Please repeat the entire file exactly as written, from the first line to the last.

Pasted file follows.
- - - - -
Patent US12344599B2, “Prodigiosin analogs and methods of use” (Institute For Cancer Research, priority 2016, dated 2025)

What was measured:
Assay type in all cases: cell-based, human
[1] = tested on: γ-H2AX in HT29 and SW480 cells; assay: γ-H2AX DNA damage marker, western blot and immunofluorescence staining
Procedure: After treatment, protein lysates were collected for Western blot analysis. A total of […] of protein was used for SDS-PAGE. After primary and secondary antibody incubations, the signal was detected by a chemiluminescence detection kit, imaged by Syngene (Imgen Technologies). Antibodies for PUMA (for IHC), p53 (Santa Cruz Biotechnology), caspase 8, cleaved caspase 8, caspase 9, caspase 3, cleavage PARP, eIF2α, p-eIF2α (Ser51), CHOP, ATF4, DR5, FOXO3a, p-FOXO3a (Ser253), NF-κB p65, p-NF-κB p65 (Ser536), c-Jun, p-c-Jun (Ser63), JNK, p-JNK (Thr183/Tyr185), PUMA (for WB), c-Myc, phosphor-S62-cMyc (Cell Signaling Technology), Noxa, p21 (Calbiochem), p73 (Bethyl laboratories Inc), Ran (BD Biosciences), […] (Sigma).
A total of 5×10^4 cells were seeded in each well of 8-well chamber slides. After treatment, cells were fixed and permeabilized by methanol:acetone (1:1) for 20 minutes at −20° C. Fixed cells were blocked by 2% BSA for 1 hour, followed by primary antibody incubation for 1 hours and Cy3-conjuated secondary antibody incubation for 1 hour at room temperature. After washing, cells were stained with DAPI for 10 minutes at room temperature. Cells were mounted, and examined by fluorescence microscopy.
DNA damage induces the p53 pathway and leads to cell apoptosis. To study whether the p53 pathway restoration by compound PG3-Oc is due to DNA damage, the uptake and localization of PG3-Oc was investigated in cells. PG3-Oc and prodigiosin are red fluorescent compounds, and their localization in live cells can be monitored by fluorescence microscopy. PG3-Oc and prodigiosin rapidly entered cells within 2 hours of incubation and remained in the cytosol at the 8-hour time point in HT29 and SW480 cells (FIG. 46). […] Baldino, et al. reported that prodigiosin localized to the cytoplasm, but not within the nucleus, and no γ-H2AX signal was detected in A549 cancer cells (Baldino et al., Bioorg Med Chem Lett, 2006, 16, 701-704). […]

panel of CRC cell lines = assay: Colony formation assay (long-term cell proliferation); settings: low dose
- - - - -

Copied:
Patent US12344599B2, “Prodigiosin analogs and methods of use” (Institute For Cancer Research, priority 2016, dated 2025)

What was measured:
Assay type in all cases: cell-based, human
[1] = tested on: γ-H2AX in HT29 and SW480 cells; assay: γ-H2AX DNA damage marker, western blot and immunofluorescence staining
Procedure: After treatment, protein lysates were collected for Western blot analysis. A total of […] of protein was used for SDS-PAGE. After primary and secondary antibody incubations, the signal was detected by a chemiluminescence detection kit, imaged by Syngene (Imgen Technologies). Antibodies for PUMA (for IHC), p53 (Santa Cruz Biotechnology), caspase 8, cleaved caspase 8, caspase 9, caspase 3, cleavage PARP, eIF2α, p-eIF2α (Ser51), CHOP, ATF4, DR5, FOXO3a, p-FOXO3a (Ser253), NF-κB p65, p-NF-κB p65 (Ser536), c-Jun, p-c-Jun (Ser63), JNK, p-JNK (Thr183/Tyr185), PUMA (for WB), c-Myc, phosphor-S62-cMyc (Cell Signaling Technology), Noxa, p21 (Calbiochem), p73 (Bethyl laboratories Inc), Ran (BD Biosciences), […] (Sigma).
A total of 5×10^4 cells were seeded in each well of 8-well chamber slides. After treatment, cells were fixed and permeabilized by methanol:acetone (1:1) for 20 minutes at −20° C. Fixed cells were blocked by 2% BSA for 1 hour, followed by primary antibody incubation for 1 hours and Cy3-conjuated secondary antibody incubation for 1 hour at room temperature. After washing, cells were stained with DAPI for 10 minutes at room temperature. Cells were mounted, and examined by fluorescence microscopy.
DNA damage induces the p53 pathway and leads to cell apoptosis. To study whether the p53 pathway restoration by compound PG3-Oc is due to DNA damage, the uptake and localization of PG3-Oc was investigated in cells. PG3-Oc and prodigiosin are red fluorescent compounds, and their localization in live cells can be monitored by fluorescence microscopy. PG3-Oc and prodigiosin rapidly entered cells within 2 hours of incubation and remained in the cytosol at the 8-hour time point in HT29 and SW480 cells (FIG. 46). […] Baldino, et al. reported that prodigiosin localized to the cytoplasm, but not within the nucleus, and no γ-H2AX signal was detected in A549 cancer cells (Baldino et al., Bioorg Med Chem Lett, 2006, 16, 701-704). […]

panel of CRC cell lines = assay: Colony formation assay (long-term cell proliferation); settings: low dose